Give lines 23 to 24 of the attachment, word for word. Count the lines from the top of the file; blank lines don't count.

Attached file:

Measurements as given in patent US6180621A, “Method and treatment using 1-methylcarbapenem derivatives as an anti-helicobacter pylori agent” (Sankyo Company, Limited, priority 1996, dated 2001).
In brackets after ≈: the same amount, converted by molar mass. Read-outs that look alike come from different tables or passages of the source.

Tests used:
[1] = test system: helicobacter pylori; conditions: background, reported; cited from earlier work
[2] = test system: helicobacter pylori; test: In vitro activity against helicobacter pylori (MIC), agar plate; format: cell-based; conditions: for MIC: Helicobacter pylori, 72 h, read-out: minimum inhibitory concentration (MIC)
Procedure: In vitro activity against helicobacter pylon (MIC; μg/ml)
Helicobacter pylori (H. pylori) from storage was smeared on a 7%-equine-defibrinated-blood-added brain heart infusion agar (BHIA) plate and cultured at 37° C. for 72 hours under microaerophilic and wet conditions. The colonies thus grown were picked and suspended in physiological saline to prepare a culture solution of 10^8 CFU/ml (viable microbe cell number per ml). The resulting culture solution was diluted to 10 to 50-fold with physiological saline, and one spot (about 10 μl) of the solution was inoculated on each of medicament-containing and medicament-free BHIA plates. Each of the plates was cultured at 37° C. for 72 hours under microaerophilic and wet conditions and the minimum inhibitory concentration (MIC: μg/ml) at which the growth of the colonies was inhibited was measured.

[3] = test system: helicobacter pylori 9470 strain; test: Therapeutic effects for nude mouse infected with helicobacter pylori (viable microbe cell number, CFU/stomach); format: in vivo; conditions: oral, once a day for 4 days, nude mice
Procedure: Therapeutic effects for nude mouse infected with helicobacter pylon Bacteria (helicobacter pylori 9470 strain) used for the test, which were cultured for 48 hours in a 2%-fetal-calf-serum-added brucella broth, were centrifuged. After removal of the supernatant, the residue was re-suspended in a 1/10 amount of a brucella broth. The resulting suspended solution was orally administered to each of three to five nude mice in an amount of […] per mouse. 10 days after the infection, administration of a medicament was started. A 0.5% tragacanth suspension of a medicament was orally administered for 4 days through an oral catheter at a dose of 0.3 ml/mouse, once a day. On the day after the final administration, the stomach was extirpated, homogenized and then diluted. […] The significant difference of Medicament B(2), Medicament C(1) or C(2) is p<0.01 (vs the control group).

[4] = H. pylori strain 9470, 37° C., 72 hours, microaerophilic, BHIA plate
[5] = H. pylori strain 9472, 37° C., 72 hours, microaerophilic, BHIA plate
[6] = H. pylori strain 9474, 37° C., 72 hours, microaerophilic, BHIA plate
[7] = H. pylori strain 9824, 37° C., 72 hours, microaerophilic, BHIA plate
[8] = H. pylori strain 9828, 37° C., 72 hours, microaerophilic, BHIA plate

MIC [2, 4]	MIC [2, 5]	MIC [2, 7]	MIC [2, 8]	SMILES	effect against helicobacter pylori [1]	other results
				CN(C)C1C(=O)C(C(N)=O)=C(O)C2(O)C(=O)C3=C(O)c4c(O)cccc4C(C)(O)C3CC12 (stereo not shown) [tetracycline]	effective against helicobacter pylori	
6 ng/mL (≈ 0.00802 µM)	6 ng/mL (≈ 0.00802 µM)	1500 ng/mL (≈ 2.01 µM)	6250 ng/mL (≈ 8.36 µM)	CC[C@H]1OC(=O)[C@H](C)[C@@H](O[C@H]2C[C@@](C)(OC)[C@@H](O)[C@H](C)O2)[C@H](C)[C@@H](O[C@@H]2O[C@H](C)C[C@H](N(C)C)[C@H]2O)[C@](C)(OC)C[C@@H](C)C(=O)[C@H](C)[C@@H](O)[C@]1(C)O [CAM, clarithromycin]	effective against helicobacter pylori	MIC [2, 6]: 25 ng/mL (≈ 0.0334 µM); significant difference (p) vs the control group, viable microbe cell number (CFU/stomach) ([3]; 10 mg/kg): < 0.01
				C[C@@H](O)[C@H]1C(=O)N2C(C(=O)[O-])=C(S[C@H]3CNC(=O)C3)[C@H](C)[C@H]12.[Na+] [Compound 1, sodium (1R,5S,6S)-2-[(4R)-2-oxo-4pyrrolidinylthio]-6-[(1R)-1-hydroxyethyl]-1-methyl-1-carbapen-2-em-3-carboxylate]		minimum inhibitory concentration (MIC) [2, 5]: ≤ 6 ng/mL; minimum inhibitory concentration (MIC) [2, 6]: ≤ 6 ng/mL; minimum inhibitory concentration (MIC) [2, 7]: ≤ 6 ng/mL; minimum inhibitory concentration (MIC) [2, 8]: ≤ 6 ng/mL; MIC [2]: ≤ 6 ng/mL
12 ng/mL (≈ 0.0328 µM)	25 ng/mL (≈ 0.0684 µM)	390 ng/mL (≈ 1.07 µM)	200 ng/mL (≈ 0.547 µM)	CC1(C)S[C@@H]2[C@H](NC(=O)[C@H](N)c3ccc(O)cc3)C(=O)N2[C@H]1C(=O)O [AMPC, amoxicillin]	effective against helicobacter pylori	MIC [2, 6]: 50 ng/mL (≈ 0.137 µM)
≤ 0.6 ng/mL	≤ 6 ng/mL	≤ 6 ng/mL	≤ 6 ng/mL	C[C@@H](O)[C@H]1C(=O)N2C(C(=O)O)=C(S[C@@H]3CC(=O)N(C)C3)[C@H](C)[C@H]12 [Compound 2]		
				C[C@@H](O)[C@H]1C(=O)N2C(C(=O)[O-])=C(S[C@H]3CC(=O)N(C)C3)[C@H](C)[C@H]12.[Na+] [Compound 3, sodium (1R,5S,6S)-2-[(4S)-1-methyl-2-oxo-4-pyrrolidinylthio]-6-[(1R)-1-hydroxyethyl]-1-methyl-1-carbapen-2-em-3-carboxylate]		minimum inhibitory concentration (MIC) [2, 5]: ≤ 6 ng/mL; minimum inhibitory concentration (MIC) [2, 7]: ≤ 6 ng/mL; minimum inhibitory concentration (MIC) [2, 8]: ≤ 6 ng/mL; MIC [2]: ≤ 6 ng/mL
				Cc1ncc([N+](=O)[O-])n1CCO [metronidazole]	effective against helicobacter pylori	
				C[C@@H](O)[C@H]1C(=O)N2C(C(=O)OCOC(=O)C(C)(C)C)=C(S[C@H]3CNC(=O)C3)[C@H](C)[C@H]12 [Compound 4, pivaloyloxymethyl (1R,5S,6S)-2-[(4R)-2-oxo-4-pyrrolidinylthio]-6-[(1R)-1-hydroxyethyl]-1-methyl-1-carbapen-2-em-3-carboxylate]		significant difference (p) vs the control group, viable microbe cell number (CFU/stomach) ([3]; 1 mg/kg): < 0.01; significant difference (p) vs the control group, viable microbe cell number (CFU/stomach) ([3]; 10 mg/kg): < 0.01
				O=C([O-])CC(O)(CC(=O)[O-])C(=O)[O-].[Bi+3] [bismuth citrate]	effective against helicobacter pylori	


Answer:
				C[C@@H](O)[C@H]1C(=O)N2C(C(=O)OCOC(=O)C(C)(C)C)=C(S[C@H]3CNC(=O)C3)[C@H](C)[C@H]12 [Compound 4, pivaloyloxymethyl (1R,5S,6S)-2-[(4R)-2-oxo-4-pyrrolidinylthio]-6-[(1R)-1-hydroxyethyl]-1-methyl-1-carbapen-2-em-3-carboxylate]		significant difference (p) vs the control group, viable microbe cell number (CFU/stomach) ([3]; 1 mg/kg): < 0.01; significant difference (p) vs the control group, viable microbe cell number (CFU/stomach) ([3]; 10 mg/kg): < 0.01
				O=C([O-])CC(O)(CC(=O)[O-])C(=O)[O-].[Bi+3] [bismuth citrate]	effective against helicobacter pylori	